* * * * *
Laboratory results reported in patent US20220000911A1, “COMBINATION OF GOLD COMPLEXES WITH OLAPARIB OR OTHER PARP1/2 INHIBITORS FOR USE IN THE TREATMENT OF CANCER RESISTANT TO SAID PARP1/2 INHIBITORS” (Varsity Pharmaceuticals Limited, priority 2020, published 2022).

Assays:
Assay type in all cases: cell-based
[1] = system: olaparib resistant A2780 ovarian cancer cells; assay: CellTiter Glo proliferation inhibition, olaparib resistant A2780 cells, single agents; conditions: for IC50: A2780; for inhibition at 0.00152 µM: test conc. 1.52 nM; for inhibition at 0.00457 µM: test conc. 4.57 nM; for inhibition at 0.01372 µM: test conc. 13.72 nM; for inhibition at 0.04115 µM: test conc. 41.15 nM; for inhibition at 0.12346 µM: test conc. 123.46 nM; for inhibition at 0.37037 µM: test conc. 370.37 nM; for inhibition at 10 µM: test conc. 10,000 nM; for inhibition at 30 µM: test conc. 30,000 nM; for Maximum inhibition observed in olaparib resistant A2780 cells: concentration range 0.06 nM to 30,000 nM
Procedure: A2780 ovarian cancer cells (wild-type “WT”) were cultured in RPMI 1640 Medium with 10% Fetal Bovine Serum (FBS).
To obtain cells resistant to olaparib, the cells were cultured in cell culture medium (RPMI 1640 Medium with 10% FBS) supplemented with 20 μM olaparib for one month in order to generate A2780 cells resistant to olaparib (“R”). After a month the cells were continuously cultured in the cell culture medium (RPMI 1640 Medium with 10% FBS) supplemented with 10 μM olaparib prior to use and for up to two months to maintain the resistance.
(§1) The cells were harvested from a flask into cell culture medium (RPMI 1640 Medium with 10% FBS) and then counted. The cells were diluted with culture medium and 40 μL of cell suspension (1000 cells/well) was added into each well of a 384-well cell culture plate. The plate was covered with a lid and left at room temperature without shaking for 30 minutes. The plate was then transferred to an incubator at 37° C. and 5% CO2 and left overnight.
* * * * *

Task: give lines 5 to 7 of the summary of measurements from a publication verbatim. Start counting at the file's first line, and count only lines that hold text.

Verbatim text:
Procedure: A2780 ovarian cancer cells (wild-type “WT”) were cultured in RPMI 1640 Medium with 10% Fetal Bovine Serum (FBS).
To obtain cells resistant to olaparib, the cells were cultured in cell culture medium (RPMI 1640 Medium with 10% FBS) supplemented with 20 μM olaparib for one month in order to generate A2780 cells resistant to olaparib (“R”). After a month the cells were continuously cultured in the cell culture medium (RPMI 1640 Medium with 10% FBS) supplemented with 10 μM olaparib prior to use and for up to two months to maintain the resistance.
(§1) The cells were harvested from a flask into cell culture medium (RPMI 1640 Medium with 10% FBS) and then counted. The cells were diluted with culture medium and 40 μL of cell suspension (1000 cells/well) was added into each well of a 384-well cell culture plate. The plate was covered with a lid and left at room temperature without shaking for 30 minutes. The plate was then transferred to an incubator at 37° C. and 5% CO2 and left overnight.